When vs. If

'When' and 'if' are used in different contexts but they are interchangeable on some occasions. In this lesson, we will find out more about them.

"When" vs. "If" in the English grammar

What Is Their Main Difference?

The main difference between 'when' and 'if' is in the level of certainty they convey. 'When' is more certain than 'if.'


In this section, we will discover more about 'when' and 'if' including the meaning they express and their parts of speech.


We use 'when' to express certain events in the future. In other words, we are sure these events will occur. Note that while the time reference is in the future, we use present tense in the 'when-clause.'

I will make dinner when I get home.

'When' is mainly used as an interrogative adverb, relative adverb, or a conjunction.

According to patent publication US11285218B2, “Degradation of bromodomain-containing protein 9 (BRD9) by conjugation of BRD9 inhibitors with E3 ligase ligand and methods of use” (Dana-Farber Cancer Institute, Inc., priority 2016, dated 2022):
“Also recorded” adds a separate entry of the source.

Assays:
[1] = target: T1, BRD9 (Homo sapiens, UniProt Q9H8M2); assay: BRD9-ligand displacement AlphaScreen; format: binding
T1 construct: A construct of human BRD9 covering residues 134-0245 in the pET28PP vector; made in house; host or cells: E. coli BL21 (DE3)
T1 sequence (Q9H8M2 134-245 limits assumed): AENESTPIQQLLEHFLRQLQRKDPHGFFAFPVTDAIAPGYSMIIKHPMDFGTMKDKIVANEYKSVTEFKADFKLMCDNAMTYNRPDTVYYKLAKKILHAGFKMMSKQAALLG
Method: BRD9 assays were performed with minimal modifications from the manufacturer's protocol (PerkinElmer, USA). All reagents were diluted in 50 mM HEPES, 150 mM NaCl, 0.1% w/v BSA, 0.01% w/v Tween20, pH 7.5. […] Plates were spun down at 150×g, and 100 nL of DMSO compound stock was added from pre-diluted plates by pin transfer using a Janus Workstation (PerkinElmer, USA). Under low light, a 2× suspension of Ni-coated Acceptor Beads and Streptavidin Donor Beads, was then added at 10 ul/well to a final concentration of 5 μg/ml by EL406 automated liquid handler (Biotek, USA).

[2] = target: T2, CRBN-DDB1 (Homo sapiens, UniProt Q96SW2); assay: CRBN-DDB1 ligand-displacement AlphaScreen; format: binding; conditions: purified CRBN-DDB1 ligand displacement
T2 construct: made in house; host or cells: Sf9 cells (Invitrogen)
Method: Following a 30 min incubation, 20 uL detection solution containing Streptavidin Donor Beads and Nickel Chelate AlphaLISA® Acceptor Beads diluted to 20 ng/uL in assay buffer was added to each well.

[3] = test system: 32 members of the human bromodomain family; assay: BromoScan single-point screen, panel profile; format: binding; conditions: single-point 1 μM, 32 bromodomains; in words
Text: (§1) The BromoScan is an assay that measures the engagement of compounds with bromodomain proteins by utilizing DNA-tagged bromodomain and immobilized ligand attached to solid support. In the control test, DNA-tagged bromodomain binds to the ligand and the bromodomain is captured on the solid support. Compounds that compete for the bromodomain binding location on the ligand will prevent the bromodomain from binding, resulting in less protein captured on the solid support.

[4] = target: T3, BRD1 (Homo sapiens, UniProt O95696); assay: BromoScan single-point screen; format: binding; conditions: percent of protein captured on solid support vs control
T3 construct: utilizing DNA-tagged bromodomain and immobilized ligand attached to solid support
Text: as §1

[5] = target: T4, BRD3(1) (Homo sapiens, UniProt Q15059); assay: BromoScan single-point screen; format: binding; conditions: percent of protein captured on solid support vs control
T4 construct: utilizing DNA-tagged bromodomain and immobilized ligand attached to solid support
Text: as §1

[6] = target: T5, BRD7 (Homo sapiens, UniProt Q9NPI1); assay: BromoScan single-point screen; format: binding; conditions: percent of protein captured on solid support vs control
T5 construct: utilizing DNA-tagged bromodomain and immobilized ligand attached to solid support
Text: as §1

When were you going to tell me?


We use 'if' to talk about things that we are not certain about. In other words, these events are unlikely to happen.

I ill have to save money if I decide to go on a trip this year.

'If' is also used to introduce conditions. We use it to show that an action or event happens when another action is fulfilled. Here, 'if' is used as a conjunction.

You can take the car with you if you drive safely.

Note that the decision of choosing between 'when' and 'if' remains on the speaker. It depends on whether something is certain or not in our opinion. Have a look:

I will buy a car when I win the lottery.

The example above may seem correct but we are not sure whether or not we will win the lottery, therefore we must use 'if.'

I will buy a car if I win the lottery.

Are They Interchangeable?

'When' and 'if' are interchangeable when we are talking about general things. Note that in this context, 'if' means 'whenever.'

I keep quiet when/if I cannot find something good to say.


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